Even though a significant number of the military’s historical figures have distributed many records about the significance of trust inside an army, few have given sensible techniques for teaching it into their arrangements, explicitly the concept of servant leadership (Ahmad et al., 2017). An accomplished order only does not exist without trust, and creating and supporting trust requires serious energy, not to mention that the leader should be deliberate and persistent in his or her method.
In other words, when trust is missing, the commander and soldiers cannot expect each other to maintain the army’s vision. Hence, if the unit loses trust in its chiefs, the latter ones lose the capacity to lead.
The fundamental idea of servant leadership has been analyzed by scholastics and philosophers for quite a long time. The way of thinking is a combination of practices that advances the existence of people, assembles better associations, and contributes to the world becoming more caring and transparent (Douglas & Bryant, 2020). It prompts that leaders should put themselves in a position that supports subordinate endeavors to complete missions successfully and builds certainty and trust in commanders (Douglas & Bryant, 2020).
Armed force leaders can use the theories of servant leadership to set great conditions for subordinates to practice restrained activity and to procure expanded obligation and authority. Moreover, they do this through individual improvement, engaging subordinates, setting the model, and facing challenges (Sullivan, 2019). Subsequently, in the military, servant leaders do not focus on their self-images but place the necessities of others on the front to achieve the mission of the association.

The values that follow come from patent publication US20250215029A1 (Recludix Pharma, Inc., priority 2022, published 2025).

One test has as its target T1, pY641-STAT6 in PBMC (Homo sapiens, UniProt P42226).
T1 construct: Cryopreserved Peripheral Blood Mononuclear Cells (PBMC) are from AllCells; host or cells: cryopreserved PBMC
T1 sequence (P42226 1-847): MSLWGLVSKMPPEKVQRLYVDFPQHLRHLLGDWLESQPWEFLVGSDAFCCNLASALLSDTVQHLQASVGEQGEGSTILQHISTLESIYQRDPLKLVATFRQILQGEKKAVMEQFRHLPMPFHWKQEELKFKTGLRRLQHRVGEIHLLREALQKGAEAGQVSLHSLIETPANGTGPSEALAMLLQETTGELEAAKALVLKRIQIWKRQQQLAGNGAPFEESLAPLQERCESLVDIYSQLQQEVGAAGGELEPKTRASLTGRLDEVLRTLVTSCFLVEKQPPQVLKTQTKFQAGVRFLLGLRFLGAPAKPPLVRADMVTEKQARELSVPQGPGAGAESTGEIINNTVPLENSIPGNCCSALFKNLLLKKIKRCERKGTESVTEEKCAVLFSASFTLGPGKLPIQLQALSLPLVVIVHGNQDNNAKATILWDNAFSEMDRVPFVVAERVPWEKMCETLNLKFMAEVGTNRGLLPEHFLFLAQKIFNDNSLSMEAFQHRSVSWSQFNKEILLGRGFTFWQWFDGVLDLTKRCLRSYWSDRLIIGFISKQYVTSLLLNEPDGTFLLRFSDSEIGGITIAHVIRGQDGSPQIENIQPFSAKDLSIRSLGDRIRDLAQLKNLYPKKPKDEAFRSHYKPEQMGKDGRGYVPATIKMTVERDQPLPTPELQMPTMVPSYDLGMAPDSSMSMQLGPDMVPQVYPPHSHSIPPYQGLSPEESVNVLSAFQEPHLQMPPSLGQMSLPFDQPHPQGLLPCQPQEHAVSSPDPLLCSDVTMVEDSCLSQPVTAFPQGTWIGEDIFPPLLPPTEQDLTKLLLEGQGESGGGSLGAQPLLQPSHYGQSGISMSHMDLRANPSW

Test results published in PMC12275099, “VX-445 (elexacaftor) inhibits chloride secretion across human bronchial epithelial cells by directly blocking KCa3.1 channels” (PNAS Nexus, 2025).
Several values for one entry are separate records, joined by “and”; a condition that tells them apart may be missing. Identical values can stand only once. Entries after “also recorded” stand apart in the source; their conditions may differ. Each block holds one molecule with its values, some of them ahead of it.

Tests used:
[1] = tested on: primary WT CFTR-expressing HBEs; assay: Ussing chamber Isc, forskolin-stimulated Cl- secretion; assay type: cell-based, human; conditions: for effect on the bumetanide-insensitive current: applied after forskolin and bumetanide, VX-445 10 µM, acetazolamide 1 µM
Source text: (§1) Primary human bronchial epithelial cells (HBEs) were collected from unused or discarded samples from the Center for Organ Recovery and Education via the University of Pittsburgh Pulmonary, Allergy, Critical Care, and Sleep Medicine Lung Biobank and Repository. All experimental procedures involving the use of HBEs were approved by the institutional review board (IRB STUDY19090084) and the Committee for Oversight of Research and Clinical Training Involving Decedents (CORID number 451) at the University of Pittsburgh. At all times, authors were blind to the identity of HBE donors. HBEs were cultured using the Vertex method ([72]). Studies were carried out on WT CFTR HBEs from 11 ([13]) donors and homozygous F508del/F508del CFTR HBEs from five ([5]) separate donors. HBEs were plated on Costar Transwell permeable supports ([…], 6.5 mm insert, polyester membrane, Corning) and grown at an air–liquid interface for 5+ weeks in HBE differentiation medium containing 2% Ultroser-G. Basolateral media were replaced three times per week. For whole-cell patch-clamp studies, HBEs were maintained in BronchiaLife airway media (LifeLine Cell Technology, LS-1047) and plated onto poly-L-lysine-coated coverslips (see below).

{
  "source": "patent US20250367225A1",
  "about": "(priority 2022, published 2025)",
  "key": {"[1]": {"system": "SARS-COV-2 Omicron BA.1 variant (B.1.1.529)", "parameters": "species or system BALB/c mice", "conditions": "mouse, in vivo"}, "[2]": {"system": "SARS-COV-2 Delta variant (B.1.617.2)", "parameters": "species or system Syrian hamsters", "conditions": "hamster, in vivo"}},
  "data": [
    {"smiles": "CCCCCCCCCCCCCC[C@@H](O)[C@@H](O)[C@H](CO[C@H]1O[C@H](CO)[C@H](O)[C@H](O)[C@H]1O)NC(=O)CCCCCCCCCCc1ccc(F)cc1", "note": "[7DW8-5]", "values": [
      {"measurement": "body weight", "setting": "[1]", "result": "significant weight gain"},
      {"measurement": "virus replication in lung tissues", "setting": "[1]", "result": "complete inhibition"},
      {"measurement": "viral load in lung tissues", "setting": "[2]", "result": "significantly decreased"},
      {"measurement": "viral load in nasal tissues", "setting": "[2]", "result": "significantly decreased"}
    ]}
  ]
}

In conclusion, applying the servant leadership models advised by lead scientists and specialists may build a functional system that may help commanders better form firm groups. Contrary to traditional military leaders, servant leaders move toward the objectives of the association and focus on the advancement of the people. They can set ideal conditions for subordinates to practice viably by instilling the standards of servant leadership into leaders’ individual authority reasoning. This is proven by the training found in a few conspicuous military leaders who use this theory. They all have demonstrated the power to form high-performing groups which achieve mission success. This is due to the reader’s attention to the development and prosperity of their representatives as a method for making progress in the mission.
Ahmad, I., Gao, Y., & Hali, S. M. (2017). A review of ethical leadership and other ethics: Related leadership theories. European Scientific Journal, ESJ, 13(29), 10. Web.
Blanchard, K. H., & Broadwell, R. (2018). Servant leadership in action: How you can achieve great relationships and results. Berrett-Koehler Publishers, Inc., a BK Business Book.
Douglas, G., & Bryant, P. C. (2020). The men or the mission: Can an army of servants become an army of servant leaders? Servant Leadership: Theory & Practice, 7(1), 89–109.
Sullivan, G. S. (2019). Servant leadership in sport: Theory and practice. Palgrave Macmillan Ltd.